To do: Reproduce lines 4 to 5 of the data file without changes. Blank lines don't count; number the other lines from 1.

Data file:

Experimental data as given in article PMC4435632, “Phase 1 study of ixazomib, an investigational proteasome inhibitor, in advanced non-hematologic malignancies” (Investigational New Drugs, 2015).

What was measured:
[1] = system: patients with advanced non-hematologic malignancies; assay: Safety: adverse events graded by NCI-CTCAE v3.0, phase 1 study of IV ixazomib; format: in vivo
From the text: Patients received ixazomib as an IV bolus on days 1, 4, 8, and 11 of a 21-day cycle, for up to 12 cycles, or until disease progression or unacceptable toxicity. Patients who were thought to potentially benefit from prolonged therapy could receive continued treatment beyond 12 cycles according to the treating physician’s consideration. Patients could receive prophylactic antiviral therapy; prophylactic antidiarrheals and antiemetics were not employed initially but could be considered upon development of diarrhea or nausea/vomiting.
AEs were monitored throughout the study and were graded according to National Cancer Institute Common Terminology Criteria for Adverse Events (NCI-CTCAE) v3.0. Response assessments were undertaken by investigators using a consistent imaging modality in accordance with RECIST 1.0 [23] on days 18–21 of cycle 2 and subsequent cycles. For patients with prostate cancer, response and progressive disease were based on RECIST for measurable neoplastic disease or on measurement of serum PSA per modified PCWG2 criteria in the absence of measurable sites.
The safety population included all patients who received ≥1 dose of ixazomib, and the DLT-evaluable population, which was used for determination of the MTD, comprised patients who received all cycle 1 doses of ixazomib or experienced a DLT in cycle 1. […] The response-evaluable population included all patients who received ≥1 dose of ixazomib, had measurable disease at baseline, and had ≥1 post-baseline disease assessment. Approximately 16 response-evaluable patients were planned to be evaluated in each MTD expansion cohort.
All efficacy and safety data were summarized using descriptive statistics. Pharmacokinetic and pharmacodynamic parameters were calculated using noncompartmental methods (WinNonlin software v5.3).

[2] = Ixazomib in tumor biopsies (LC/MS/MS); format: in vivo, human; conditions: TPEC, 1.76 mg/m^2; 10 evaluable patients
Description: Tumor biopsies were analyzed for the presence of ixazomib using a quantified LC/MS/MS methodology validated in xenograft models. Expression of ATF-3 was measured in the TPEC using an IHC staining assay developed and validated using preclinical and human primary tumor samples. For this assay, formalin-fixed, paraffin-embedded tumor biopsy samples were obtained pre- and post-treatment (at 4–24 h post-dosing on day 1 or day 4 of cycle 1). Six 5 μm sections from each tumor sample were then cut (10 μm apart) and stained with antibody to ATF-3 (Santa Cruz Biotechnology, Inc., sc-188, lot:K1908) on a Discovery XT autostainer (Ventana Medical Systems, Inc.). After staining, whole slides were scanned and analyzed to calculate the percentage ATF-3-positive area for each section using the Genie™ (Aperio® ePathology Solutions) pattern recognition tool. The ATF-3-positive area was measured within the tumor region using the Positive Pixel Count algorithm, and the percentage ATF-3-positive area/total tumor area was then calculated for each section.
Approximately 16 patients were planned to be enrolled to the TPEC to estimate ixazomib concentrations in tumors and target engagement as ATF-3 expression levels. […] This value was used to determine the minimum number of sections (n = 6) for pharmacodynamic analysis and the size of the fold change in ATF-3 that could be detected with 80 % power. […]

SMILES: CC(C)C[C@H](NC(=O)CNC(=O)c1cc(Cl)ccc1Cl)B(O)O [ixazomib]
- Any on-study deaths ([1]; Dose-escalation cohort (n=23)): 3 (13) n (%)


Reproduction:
From the text: Patients received ixazomib as an IV bolus on days 1, 4, 8, and 11 of a 21-day cycle, for up to 12 cycles, or until disease progression or unacceptable toxicity. Patients who were thought to potentially benefit from prolonged therapy could receive continued treatment beyond 12 cycles according to the treating physician’s consideration. Patients could receive prophylactic antiviral therapy; prophylactic antidiarrheals and antiemetics were not employed initially but could be considered upon development of diarrhea or nausea/vomiting.
AEs were monitored throughout the study and were graded according to National Cancer Institute Common Terminology Criteria for Adverse Events (NCI-CTCAE) v3.0. Response assessments were undertaken by investigators using a consistent imaging modality in accordance with RECIST 1.0 [23] on days 18–21 of cycle 2 and subsequent cycles. For patients with prostate cancer, response and progressive disease were based on RECIST for measurable neoplastic disease or on measurement of serum PSA per modified PCWG2 criteria in the absence of measurable sites.